On a scale of things we want to do—the top being something like cruising up and down the California coastline in a svelte corvette and the bottom being poking ourselves in the eye—paying taxes probably comes somewhere after having to eat a bowlful of your least favorite food (lima beans, anyone?).
Yet almost everyone has to do it. And not just once; it’s an annual tradition. Just as sure as fireworks will go off on July 4th and mistletoe will be hung in the month of December, the tax man cometh in April.
The most any of us can hope for is to receive a big, juicy refund at the end of the year due to an accounting error. But you know what? Many people actually owe taxes at the end of the year.
Reasons You May Owe Taxes
There are many reasons why someone might owe taxes to the IRS:
Withholding Too Little Money from Your Paycheck: When you first started your job, you most likely had to fill out Form W-4: Employee’s Withholding Allowance Certificate so that your employer would know the amount of Federal Income Tax to withhold from each of your paychecks. You’re supposed to estimate your income but people don’t always estimate accurately. Depending on how you filled out this form, you may have had too little in taxes withheld from your paycheck and that would mean you now owe money to make up for this shortfall.
Cheating (and Getting Caught): The IRS has made it more of a priority over the last four years to recoup the money it is owed by individuals and businesses who are not truthfully reporting their earnings. This includes creating great monetary incentives to snitch on tax cheaters. As of 2008, the IRS will pay between 15%-30% to people whose tip-off to the IRS involves a case of $2 million+ from a cheater who makes at least $200K in income. Tax evasion can include things like false exemptions/deductions, kickbacks, false/altered documents, unreported income, organized crime, etc.
Not Filing a Tax Return When You Were Required to: Perhaps you simply did not file a tax return over the last year, or prior years, and now have found out that you should have done so (not to mention you owe money).
What May Happen if You Ignore the IRS
The IRS has a pretty decent system in place for dealing with people who do not pay their tax bill (knowingly or unknowingly). The system includes a variety of penalties and actions against you:
Penalties: The Failure to Pay Penalty is one-half of 1% of the unpaid tax for each month the tax is owed (not exceeding 25%). The Failure to File Penalty is 5% of the unpaid tax, and the interest rate is the federal short-term rate plus 3%.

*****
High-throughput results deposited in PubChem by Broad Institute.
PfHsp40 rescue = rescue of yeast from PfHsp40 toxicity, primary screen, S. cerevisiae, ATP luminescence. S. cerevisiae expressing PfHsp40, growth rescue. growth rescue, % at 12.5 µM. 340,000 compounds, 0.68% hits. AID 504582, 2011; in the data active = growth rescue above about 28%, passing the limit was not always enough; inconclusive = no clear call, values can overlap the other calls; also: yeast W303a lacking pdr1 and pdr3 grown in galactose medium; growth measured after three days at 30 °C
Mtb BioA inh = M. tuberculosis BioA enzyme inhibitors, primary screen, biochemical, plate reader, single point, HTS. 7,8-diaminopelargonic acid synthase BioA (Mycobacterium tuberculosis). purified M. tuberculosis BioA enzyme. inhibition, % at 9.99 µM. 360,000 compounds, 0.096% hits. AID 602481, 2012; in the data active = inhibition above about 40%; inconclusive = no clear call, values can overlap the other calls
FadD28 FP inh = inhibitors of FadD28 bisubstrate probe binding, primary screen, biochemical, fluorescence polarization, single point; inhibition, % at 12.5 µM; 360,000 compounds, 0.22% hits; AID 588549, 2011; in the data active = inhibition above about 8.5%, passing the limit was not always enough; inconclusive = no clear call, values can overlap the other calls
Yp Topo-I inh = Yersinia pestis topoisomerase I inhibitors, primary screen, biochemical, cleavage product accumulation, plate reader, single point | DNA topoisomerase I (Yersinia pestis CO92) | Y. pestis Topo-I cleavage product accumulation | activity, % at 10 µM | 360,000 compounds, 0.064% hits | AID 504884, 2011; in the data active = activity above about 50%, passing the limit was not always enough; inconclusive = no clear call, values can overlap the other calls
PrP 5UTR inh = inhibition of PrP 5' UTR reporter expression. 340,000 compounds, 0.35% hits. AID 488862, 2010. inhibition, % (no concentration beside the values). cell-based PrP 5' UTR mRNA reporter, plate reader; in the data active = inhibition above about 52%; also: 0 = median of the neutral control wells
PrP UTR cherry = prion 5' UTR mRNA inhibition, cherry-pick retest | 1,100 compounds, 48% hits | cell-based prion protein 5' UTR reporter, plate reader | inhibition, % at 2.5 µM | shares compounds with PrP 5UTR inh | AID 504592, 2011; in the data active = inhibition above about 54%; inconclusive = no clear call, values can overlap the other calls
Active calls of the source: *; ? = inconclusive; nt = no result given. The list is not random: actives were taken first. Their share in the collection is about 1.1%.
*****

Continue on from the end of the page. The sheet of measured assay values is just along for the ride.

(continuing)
Actions against You: The IRS can put a freeze on your bank account as well as drain it to pay the bill. If you have property, then they can place a tax lien on your property. Also, they can put a levy on your wages of between 30-70%, depending on your living expenses.
Sounds pretty scary, right? Let’s see how to avoid these situations.
How to Pay Off Your Tax Debt
The best way to pay off your tax debt is to pay it all in one chunk. But what if you cannot afford to do that? Fortunately, the IRS offers several payment alternatives to help ease your burden:
Online Payment Agreement: If you owe $25,000 or less (combined taxes/penalties/interest), you can use the Online Payment Agreement (OPA) to request an additional 30 to 120 days to pay.
Installment Agreement Request: If you owe $25,000 or less (combined taxes/penalties/interest), and you need up to 60 months for repayment, then you can set up an installment agreement request through the OPA form above, or by filling out Form 9465: Installment Agreement Request. For balances over $25,000, you will be required to complete a financial statement to determine the monthly payment amount for an installment plan.
Offer in Compromise: The IRS may consider allowing you to pay less than your bill through an Offer in Compromise. The IRS will, “generally approve an offer in compromise when the amount offered represents the most we can expect to collect within a reasonable period of time.” Your ability to pay, income, expenses, and asset equity will all be taken into consideration for this route. If you are considering this, then check out the Pre-Qualifier to see if it’s an option for you. Find out more plus see the application package through Form 656 Booklet: Offer-in-Compromise.
If you want to avoid a menacing tax bill in the future, then be sure to discuss your W-4 withholding options and any circumstances in your life with your HR person at work (here is a W-4 Withholding Calculator from the IRS to help you). Always ensure that you fill out a federal income tax return if you meet the income thresholds for doing so, and be sure to set aside some money in a savings account specifically for the taxes you will owe on any extra income earned throughout the year. And for general tips on paying off your debt, check out this blog post or try signing up for ReadyForZero.
Image Credit: Canadian Pacific